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Hip-hop's Future reflects the overstimulation of our time -- or he's just busy

Hip-hop's Future reflects the overstimulation of our time -- or he's just busy
Future at his sold-out show Friday night at the Palladium in Hollywood. (Luis Sinco / Los Angeles Times)

"I know we on the 'Purple Reign' tour, but we gotta get into 'Dirty Sprite 2,'" Future told the crowd at the Hollywood Palladium not long into his sold-out show Friday night. Then, as though to justify reaching back for an oldie, he added, "Number one album in the country."

In truth, he wasn't reaching back far. "DS2," as the album is officially known, came out less than a year ago, in July, when it indeed debuted atop the Billboard 200 in a clear commercial victory for this once-insurgent Atlanta rapper. Six months later, Future released "Purple Reign," the mixtape after which his current tour is named — and which itself became something of a relic with February's release of another chart-topping studio disc, "Evol."

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It's all the work of one of hip-hop's most prolific young artists, a tireless hustler whose specialty is sounding deeply, almost metaphysically tired. On his many albums and mixtapes — as well as in guest appearances in songs by pop stars like Rihanna, Miley Cyrus and Ciara (with whom he has a child) — Future's highly processed vocals suggest a man driven to bleary desperation by drugs or love or technology.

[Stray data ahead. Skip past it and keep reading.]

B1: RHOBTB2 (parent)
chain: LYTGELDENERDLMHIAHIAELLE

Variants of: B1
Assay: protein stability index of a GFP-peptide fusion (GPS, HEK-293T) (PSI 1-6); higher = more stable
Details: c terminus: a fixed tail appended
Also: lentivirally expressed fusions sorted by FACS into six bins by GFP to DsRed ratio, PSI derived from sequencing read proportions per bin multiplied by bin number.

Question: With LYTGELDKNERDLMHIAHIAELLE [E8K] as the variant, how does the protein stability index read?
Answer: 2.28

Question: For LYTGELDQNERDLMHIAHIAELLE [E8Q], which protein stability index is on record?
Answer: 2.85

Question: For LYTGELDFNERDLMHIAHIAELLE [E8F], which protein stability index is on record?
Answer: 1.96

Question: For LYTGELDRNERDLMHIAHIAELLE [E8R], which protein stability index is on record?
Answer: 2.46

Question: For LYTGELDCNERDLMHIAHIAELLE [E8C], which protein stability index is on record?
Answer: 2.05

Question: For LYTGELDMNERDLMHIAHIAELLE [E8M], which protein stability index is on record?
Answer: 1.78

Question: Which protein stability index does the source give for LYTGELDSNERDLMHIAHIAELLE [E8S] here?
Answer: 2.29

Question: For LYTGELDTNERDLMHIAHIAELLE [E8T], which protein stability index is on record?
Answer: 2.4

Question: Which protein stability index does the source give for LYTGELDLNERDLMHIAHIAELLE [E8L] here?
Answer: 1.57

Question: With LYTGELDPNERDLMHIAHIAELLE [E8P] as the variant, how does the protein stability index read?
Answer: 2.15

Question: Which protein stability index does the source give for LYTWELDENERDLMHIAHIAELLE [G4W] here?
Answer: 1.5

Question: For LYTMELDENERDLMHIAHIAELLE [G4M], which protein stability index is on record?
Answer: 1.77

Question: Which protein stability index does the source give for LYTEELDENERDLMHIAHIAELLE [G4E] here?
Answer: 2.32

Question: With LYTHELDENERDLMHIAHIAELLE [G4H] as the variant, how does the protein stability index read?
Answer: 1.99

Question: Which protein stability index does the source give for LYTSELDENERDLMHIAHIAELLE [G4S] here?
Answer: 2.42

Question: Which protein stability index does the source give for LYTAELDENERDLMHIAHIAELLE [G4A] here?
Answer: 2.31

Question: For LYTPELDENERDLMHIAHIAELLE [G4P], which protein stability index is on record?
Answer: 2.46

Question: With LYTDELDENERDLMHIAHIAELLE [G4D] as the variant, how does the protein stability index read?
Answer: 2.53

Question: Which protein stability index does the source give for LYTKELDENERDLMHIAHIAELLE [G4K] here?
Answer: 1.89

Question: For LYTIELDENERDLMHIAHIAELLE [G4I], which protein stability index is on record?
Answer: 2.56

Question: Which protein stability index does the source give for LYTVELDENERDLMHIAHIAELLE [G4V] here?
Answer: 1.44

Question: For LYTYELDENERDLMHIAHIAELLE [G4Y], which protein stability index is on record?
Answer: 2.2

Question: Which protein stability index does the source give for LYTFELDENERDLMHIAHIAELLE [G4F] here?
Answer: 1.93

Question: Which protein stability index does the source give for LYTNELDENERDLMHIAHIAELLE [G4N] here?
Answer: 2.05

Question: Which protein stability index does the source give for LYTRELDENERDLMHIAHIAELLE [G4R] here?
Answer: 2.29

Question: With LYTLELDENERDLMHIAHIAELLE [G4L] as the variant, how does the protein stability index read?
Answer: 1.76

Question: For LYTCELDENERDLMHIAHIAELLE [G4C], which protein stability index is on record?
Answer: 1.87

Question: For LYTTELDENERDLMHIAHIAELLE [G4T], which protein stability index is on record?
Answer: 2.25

He's not the only rapper using modern tools to remake the MC's job. Young Thug, also from Atlanta, and Fetty Wap both go for a hyper-real man-machine vibe, and they're all operating in the shadow of Lil Wayne, who hit new levels of digital-era intensity in his startling run of mid-'00s mixtapes.

But Future's music comes closest to conjuring the numbing overstimulation of our time, in part because he works so much. After his show in Hollywood, the rapper was scheduled to head south for a late-night gig at the Observatory in Santa Ana.

At the Palladium, where he performed by himself on a bare stage backed by several large video screens, Future moved through a couple dozen of his songs with a kind of self-preserving dedication. He wasn't unengaged; the performance didn't lack energy or emotion, especially given the participation of a crowd eager to chant along with hits like "Karate Chop" and "Jumpman." (The latter came from "What a Time to Be Alive," yet another recent project from Future that paired him with Drake.)

Yet Future seemed reluctant to get dragged into anything, conscious of how bottomless those traps can be.

For "Thought It Was a Drought," the screens played footage of a roiling ocean filled with purple water, a good visual metaphor for the music's woozy rhythms. "My Savages" had a wistful piano loop, sentimental but cooled-out.

In an unprintably titled track about adding commas to the figure that represents one's net worth, Future even danced a little, though nowhere near as enthusiastically as the kinetic Ty Dolla Sign, who turned up onstage to help Future do their radio hit "Blasé" and promptly jumped into the audience.

At the end of Future's set, which lasted just over an hour, the rapper's DJ brought Ty Dolla Sign back out to present Future with a plaque commemorating platinum sales of "Blasé," which he accepted with all the fanfare of a guy plucking his suitcase from baggage claim.

Then again, it was 11:12 p.m. at that point, and doors were already open at the Observatory.

No time to waste.

Twitter: @mikaelwood

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